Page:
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And yet, "this prediction is likely to be wrong," because "with appropriate testimony from adults" in religious households, children "will conceive of the protagonist in such narratives as a real person - even if the narrative includes impossible events."
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Shooting report

Too many people have guns for too many wrong reasons.






Gun control - Because gun control advocates believe they are ABOVE the law.


Our law enforcement teams are getting THAT bad

Federal Judge Blasts ATF For Luring Man With No Criminal Record Into Trafficking Cocaine (Clik here to read more)

By Nicole Flatow July 18, 2014 at 9:00 am Updated: July 18, 2014 at 9:24 am
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An undercover agent with the Bureau of Alcohol, Tobacco, Firearms and Explosives (ATF) infiltrated Jeremy Halgat's life for three years before he lured him into drug crimes "designed and engineered by the government." He had Halgat's home searched and found nothing. He tried to get Halgat to buy illegal guns and Halgat recited federal gun law. Finally, after many rejected requests and a heavy hand by the agent, ATF Task Force Officer Agostino Brancato got Halgat to play a role in a cocaine sale, in pleas that exploited their false friendship, and Brancato's false claims of monetary desperation.
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A federal magistrate judge recommended this week that criminal charges against Halgat carrying a term of up to 20 years in prison be dismissed.
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"[T]he government's investigation deployed techniques that generated a wholly new crime for the sake of pressing criminal charges against Halgat," Judge Cam Ferenbach wrote.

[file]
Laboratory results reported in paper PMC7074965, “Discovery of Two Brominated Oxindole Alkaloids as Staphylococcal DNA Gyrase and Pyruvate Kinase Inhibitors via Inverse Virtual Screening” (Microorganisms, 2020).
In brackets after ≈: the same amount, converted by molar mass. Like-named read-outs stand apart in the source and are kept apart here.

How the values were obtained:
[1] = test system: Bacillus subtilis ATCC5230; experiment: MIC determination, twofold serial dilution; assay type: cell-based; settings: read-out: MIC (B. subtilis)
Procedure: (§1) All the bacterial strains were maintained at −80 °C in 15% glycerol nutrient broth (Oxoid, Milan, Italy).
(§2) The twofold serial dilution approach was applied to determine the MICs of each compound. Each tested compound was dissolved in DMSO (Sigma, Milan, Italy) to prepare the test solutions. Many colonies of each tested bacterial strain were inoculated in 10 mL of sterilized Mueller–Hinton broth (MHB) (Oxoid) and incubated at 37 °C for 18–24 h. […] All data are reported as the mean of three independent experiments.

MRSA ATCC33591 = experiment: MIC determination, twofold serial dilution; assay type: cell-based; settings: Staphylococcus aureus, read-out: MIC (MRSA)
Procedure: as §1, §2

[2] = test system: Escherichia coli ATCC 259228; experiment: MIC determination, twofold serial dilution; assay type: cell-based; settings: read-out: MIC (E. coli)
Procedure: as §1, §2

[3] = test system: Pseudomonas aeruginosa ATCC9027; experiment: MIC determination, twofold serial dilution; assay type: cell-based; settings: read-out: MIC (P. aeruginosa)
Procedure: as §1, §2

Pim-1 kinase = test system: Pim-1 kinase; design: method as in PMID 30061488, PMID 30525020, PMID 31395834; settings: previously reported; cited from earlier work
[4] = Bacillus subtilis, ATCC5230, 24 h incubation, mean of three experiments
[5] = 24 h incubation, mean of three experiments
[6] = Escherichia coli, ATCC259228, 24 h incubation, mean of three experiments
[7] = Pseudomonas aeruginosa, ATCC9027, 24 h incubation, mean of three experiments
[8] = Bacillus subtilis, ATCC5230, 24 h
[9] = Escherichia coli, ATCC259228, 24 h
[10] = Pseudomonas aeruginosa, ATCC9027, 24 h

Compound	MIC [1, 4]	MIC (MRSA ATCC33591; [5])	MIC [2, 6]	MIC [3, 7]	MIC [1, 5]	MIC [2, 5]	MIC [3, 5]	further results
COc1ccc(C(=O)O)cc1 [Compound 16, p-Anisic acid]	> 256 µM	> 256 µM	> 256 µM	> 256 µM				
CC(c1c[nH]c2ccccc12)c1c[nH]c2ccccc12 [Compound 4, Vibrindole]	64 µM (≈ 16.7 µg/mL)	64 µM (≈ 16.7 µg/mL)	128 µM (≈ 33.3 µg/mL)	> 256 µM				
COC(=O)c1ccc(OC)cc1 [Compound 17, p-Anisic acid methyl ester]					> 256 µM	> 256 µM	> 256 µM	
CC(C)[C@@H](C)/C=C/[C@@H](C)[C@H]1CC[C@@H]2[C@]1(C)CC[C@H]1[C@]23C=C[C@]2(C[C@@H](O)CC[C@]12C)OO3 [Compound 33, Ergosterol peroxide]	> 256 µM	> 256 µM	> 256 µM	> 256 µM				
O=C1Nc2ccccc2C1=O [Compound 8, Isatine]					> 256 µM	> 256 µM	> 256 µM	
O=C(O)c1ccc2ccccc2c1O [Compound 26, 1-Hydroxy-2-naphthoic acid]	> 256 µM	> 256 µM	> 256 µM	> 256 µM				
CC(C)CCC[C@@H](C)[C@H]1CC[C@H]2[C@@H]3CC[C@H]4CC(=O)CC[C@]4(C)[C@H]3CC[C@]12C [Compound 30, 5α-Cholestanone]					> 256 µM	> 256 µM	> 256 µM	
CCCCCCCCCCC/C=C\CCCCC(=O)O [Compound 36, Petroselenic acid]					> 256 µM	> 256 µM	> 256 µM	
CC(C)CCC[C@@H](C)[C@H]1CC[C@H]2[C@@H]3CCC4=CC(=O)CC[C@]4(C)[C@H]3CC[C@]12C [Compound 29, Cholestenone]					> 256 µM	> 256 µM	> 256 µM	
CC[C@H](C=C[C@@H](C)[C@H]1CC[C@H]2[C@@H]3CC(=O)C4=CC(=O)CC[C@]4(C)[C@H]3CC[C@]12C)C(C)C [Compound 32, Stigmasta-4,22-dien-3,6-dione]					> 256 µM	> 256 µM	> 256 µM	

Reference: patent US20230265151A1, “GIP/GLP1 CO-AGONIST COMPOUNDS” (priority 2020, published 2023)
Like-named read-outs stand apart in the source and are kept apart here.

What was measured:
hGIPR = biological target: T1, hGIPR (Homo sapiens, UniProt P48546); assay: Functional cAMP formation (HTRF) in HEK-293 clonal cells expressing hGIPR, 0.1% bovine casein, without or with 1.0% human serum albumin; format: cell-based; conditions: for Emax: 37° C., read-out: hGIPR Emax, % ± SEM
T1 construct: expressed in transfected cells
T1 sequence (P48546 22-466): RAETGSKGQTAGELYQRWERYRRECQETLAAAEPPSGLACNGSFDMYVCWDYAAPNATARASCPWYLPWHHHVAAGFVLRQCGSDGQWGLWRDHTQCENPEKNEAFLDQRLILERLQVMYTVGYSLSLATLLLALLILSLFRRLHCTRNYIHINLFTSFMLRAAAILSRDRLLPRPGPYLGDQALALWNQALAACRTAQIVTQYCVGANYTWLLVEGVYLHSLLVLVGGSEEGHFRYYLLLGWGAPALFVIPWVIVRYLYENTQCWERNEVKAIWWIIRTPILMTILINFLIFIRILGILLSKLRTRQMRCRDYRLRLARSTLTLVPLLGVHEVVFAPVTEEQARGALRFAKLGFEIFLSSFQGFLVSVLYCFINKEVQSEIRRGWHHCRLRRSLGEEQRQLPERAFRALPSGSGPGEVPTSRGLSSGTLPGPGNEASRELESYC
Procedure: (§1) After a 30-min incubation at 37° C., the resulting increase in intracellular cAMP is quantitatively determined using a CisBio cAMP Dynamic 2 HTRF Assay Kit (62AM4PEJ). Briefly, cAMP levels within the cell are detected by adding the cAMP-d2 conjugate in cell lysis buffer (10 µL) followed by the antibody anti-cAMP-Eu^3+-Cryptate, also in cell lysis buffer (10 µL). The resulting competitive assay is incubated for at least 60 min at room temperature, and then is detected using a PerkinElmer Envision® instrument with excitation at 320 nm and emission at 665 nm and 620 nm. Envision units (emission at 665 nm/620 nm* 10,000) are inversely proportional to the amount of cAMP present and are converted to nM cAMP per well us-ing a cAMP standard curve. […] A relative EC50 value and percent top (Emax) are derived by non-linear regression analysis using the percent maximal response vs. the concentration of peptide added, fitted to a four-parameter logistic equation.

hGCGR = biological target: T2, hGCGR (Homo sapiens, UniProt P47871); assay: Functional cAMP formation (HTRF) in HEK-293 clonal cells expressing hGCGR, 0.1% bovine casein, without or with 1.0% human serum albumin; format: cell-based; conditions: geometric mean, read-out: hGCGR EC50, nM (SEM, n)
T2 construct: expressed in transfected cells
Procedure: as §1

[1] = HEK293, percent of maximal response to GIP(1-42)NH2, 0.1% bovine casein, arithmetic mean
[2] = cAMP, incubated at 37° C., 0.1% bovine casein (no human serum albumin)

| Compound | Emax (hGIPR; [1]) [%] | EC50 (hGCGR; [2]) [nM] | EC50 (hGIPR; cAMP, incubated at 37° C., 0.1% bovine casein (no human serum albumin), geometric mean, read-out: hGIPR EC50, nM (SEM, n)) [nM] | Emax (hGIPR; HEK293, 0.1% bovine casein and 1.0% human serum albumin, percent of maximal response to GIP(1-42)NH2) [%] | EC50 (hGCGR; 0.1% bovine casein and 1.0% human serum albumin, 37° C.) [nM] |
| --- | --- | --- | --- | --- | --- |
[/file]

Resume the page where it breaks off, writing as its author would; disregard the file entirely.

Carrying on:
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Brancato was investigating Halgat because he was in a suspected motorcycle gang that was the target of a mission known as "Operation Pure Luck." But Halgat had no criminal record and appeared committed to abiding by the law. Although he was an occasional cocaine user, he stated many times that he had long ago disavowed cocaine trafficking. When Brancato repeatedly asked him over the course of five weeks to buy cocaine, invoking language that they were "familia" and monetary desperation, Halgat repeatedly refused, stating that "I had a wakeup call one day" and on another occasion, "I can't fucking help. I can't help."

Gun control - yes, it really works that well

The Next Time a Gun Nut Says We Need More Guns to Make Us Safer, Just Show Them This (Click here to read more)

Here are the top 10 states with the most gun homicides per 100,000 people:

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    Louisiana (18.8)
    Mississippi (17.9)
    Alaska (16.9)
    Wyoming (16.7)
    Oklahoma (16.6)
    Montana (16.3)
    Arkansas (16.0)
    Alabama (16.0)
    New Mexico (14.8)
    South Carolina (14.8)
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Notice something?  8 out of 10 of those states has a Republican governor (the exceptions being Montana and Arkansas), and all except for New Mexico have a Republican controlled state legislature / general assembly.  Not only that, but since 2000, every state but New Mexico (2008, 2012) voted for the Republican candidate for president.
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Needless to say, these aren't exactly "liberal anti-gun" states.